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Supervisor Elham AbolFateh
Editor in Chief Mohamed Wadie

Sholz: Some Leaders Need Speak to Putin


Sat 18 Jun 2022 | 10:07 AM
Rana Atef

German Chancellor Olaf Scholz said that it's "absolutely necessary" for Europe leaders to talk directly to the Russian President Vladimir Putin in an effort to end the conflict in Ukraine, adding that he and his French counterpart will continue to do, media agencies reported on Saturday.

Sholz told DPA: “There are some countries needed, and some leaders needed, that speak to him — and it is necessary that they are clear."

He added: "When I speak to Putin I say, for instance, the same things I said to you," continuing: "Please understand that there will be no dictate(d) peace, and if you really believe that you will rob some land and then hope that the times will change and all the things will become normal again, this is a mistake."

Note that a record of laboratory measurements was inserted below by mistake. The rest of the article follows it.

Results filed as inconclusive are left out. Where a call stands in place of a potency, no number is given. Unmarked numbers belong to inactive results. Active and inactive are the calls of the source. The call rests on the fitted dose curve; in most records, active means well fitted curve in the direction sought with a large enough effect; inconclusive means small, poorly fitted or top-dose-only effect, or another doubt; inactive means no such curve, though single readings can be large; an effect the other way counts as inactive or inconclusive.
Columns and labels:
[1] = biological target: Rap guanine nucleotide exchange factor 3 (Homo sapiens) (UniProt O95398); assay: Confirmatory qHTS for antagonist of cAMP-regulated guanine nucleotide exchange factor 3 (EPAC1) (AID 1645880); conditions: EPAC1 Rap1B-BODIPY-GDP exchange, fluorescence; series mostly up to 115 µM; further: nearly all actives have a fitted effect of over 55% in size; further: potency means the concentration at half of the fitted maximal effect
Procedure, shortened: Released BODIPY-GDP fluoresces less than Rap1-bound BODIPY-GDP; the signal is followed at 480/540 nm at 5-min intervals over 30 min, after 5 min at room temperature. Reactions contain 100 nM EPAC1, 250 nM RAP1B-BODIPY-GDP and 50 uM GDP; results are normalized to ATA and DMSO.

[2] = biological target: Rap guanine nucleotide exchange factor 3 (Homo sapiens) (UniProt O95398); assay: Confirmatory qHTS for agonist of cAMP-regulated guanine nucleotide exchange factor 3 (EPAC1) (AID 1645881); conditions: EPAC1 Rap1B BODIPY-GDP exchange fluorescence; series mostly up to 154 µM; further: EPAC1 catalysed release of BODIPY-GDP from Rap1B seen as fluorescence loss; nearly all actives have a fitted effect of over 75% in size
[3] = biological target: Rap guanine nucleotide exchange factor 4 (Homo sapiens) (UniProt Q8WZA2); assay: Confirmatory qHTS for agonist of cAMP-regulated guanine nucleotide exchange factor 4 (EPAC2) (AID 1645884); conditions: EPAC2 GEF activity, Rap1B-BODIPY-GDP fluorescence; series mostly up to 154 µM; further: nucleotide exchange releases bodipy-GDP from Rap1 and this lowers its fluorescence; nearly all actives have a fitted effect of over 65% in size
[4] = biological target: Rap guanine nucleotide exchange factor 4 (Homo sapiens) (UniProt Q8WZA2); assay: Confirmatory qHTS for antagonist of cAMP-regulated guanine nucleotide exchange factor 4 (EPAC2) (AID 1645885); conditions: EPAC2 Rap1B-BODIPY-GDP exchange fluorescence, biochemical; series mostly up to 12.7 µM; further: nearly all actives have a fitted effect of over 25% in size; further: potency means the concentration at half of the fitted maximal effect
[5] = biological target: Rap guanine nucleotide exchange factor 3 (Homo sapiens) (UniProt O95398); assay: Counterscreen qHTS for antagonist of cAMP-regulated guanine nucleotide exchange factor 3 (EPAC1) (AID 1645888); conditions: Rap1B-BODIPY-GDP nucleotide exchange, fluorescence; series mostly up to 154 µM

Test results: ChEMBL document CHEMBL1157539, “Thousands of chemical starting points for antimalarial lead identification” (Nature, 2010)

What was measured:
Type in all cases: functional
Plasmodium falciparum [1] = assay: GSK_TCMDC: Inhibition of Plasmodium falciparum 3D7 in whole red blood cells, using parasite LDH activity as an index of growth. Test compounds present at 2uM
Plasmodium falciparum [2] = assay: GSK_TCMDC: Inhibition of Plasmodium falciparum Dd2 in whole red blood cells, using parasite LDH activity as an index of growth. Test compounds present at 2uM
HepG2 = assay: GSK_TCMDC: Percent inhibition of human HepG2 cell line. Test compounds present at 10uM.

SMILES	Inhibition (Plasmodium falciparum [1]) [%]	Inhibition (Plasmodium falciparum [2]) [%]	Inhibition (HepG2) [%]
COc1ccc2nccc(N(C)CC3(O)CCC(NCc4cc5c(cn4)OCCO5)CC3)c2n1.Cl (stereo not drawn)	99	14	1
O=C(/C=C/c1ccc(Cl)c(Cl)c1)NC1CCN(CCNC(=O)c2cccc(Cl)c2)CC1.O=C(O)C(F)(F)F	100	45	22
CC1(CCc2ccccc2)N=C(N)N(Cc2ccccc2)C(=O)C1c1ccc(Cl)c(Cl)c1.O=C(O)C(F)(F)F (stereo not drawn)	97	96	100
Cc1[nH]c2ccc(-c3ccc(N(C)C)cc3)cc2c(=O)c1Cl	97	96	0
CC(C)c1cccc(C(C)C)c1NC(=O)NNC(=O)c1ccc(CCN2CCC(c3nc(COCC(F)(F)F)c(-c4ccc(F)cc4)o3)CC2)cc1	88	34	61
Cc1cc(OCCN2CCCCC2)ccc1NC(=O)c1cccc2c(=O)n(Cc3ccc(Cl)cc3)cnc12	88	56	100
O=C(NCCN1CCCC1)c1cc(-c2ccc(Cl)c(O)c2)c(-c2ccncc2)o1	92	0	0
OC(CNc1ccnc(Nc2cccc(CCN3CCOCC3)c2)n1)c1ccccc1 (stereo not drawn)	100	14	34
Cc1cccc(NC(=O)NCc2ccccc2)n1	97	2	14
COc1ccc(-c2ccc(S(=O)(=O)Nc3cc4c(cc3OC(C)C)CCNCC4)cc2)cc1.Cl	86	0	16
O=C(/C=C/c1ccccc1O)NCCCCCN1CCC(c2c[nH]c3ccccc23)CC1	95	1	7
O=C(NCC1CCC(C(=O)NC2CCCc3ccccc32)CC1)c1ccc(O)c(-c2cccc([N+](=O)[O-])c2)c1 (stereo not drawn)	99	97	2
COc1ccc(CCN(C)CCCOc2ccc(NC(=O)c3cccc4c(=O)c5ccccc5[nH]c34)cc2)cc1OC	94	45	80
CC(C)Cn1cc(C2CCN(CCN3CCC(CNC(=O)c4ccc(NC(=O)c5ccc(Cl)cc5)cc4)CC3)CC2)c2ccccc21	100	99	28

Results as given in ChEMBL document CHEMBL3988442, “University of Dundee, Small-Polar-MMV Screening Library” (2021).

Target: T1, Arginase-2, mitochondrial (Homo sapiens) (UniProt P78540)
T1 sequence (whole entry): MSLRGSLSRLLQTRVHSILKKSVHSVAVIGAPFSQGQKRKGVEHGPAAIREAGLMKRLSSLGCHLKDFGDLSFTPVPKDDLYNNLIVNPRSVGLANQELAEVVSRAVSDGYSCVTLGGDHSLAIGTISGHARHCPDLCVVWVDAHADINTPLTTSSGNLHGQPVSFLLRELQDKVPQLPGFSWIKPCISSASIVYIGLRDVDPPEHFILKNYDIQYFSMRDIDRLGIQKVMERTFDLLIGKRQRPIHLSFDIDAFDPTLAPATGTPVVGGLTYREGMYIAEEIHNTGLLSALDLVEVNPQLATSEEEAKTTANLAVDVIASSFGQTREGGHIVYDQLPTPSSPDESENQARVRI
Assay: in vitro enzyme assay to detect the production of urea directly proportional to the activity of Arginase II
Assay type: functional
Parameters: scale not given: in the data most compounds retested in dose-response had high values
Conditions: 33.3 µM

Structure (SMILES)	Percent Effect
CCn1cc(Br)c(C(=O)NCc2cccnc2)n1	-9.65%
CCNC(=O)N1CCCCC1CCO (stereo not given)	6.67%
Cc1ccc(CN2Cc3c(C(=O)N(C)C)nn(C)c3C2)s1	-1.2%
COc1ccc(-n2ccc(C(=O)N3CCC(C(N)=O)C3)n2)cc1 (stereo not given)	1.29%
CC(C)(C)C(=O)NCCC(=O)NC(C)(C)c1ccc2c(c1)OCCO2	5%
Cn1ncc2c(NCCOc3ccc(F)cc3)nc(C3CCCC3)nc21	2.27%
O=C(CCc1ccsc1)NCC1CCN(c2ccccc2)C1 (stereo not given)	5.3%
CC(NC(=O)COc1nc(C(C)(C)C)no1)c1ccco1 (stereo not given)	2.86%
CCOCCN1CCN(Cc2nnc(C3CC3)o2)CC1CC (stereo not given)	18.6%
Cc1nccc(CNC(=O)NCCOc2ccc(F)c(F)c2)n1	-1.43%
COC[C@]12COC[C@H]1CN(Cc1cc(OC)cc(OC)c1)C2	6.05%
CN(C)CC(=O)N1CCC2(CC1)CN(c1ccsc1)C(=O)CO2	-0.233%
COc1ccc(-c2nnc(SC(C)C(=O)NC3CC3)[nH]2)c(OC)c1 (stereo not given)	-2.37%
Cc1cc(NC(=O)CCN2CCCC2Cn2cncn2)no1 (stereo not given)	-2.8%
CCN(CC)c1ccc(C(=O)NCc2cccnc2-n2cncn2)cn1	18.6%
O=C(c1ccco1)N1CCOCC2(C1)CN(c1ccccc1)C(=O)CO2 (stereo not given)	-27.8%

It's worthy to mention that French President Emmanuel Macron, German chancellor Olaf Scholz, and Italian Prime Minister Mario Draghi took a night train headed to the Ukrainian capital, Kyiv today, Thursday.

The German and Italian channels, “ZDF” and “La Repubblica” reported that the three leaders took this private train from Poland and they are expected to arrive in Kyiv in the morning, today.

The Italian newspaper published pictures of the three leaders on the train, according to AFP.

The French Presidency confirmed that Macron is on his way to Ukraine today, Thursday, according to Reuters.

It took weeks to prepare for this visit, and the European leaders are looking forward to mitigating criticism within Ukraine over their response to the war.

Kyiv has criticized France, Germany, and Italy for hesitating to support Ukraine, and accused them of being slow in providing weapons, and putting their own interests above the freedom and security of Ukraine.

Previously, the German newspaper “Bild am Sonntag” announced that Scholz, Macron, and Draghi would visit Kyiv this month.

According to the paper, the joint visit is France’s idea, and Macron preferred to postpone it until the parliamentary elections in his country end, especially since Scholz highlighted that the visit should produce something tangible, not for taking a picture.